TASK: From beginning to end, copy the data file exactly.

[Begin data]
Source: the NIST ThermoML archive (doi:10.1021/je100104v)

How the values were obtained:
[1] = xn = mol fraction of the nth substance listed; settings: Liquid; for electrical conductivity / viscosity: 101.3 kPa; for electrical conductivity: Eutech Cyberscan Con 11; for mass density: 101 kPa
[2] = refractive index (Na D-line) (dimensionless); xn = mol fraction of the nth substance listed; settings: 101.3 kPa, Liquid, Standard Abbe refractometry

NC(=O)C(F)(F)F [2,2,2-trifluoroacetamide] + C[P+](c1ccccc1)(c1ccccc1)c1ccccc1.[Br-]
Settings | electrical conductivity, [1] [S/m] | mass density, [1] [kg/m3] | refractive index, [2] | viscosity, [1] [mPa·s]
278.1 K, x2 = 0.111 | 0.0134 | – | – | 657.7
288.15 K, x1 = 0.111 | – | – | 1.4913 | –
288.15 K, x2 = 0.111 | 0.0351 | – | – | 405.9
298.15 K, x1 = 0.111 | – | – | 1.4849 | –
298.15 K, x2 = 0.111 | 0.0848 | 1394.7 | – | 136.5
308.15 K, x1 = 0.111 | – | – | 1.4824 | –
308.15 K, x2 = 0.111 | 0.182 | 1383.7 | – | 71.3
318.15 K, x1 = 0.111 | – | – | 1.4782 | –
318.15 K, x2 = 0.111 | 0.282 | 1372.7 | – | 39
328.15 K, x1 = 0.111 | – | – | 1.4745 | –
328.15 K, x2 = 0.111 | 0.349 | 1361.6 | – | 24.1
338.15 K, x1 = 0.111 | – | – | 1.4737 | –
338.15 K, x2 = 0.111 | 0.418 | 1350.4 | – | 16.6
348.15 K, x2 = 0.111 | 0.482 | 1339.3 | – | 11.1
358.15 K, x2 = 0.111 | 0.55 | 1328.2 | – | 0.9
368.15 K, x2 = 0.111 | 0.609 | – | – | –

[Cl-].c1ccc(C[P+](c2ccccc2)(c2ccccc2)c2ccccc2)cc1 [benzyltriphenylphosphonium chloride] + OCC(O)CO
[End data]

Source: the NIST ThermoML archive (doi:10.1021/je100104v)

How the values were obtained:
[1] = xn = mol fraction of the nth substance listed; settings: Liquid; for electrical conductivity / viscosity: 101.3 kPa; for electrical conductivity: Eutech Cyberscan Con 11; for mass density: 101 kPa
[2] = refractive index (Na D-line) (dimensionless); xn = mol fraction of the nth substance listed; settings: 101.3 kPa, Liquid, Standard Abbe refractometry

NC(=O)C(F)(F)F [2,2,2-trifluoroacetamide] + C[P+](c1ccccc1)(c1ccccc1)c1ccccc1.[Br-]
Settings | electrical conductivity, [1] [S/m] | mass density, [1] [kg/m3] | refractive index, [2] | viscosity, [1] [mPa·s]
278.1 K, x2 = 0.111 | 0.0134 | – | – | 657.7
288.15 K, x1 = 0.111 | – | – | 1.4913 | –
288.15 K, x2 = 0.111 | 0.0351 | – | – | 405.9
298.15 K, x1 = 0.111 | – | – | 1.4849 | –
298.15 K, x2 = 0.111 | 0.0848 | 1394.7 | – | 136.5
308.15 K, x1 = 0.111 | – | – | 1.4824 | –
308.15 K, x2 = 0.111 | 0.182 | 1383.7 | – | 71.3
318.15 K, x1 = 0.111 | – | – | 1.4782 | –
318.15 K, x2 = 0.111 | 0.282 | 1372.7 | – | 39
328.15 K, x1 = 0.111 | – | – | 1.4745 | –
328.15 K, x2 = 0.111 | 0.349 | 1361.6 | – | 24.1
338.15 K, x1 = 0.111 | – | – | 1.4737 | –
338.15 K, x2 = 0.111 | 0.418 | 1350.4 | – | 16.6
348.15 K, x2 = 0.111 | 0.482 | 1339.3 | – | 11.1
358.15 K, x2 = 0.111 | 0.55 | 1328.2 | – | 0.9
368.15 K, x2 = 0.111 | 0.609 | – | – | –

[Cl-].c1ccc(C[P+](c2ccccc2)(c2ccccc2)c2ccccc2)cc1 [benzyltriphenylphosphonium chloride] + OCC(O)CO